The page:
I’m know I’m going in a weird loop here, but basically the point is that during the middle of the last century, the idea of having to be an Artist who owned each thing fell apart. Continue reading

Shawn Mortensen

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Above: “Shawn Mortensen visiting Ethiopia, feeding Hyenas, and living life.” (http://blog.fuct.com/?p=2241)

From Chris Mortensen:

“We are overwhelmed by the outpouring of love for our brother Shawn. We always knew he was a special human being and we loved him dearly. We now know the full impact he had on everyone he met. We are working hard to preserve his legacy and we his siblings, myself, Melissa, and Joe will be dedicated to continuing his humanitarian work. He loved you all, and you all loved him. Please check his website shawnmortensen.org on announcements regarding his celebration of life and other details of his funeral. There will be an open viewing Wednesday 4/22 at 1-8 PM at the McNearney Mortuary, 540 Fifth Street in San Pedro, California. Thank you all again for your love, warm wishes and prayers.”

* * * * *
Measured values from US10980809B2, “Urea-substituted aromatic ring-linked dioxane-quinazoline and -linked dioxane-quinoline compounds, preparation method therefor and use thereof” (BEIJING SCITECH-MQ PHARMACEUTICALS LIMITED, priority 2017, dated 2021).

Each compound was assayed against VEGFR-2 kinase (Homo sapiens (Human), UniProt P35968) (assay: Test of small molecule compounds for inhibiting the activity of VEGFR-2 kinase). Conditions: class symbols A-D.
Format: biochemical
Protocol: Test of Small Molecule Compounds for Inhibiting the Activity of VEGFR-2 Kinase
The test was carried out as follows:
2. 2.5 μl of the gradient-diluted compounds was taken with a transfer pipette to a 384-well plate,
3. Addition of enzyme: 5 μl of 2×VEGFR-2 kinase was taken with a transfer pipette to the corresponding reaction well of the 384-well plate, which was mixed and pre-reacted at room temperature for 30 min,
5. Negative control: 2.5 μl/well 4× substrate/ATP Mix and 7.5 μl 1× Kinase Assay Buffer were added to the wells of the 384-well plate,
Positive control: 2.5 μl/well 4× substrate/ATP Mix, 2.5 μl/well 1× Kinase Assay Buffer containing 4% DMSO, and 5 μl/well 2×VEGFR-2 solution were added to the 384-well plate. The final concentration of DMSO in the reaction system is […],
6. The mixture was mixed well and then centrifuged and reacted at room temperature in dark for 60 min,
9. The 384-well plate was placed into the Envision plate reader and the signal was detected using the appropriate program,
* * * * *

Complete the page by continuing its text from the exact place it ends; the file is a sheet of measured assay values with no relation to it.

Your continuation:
M.I.A. shout-out to Shawn at close of “Paper Tigers” (around the 3:58 mark) at Coachella last wknd:

More on Shawn:

http://www.arthurmag.com/2009/04/17/rip-shawn-mortensen-1966-2009/

R.I.P. SHAWN MORTENSEN, 1966-2009

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Above: A Zapatista, photographed in Chiapas by Shawn Mortensen. Courtesy Peter Relic.

Shawn Mortensen was a passionate photographer, activist, storyteller and human being, who expected the best out of everybody. He gave much, much more than this world gave him.

Shawn was a friend, a fellow traveler, a comrade.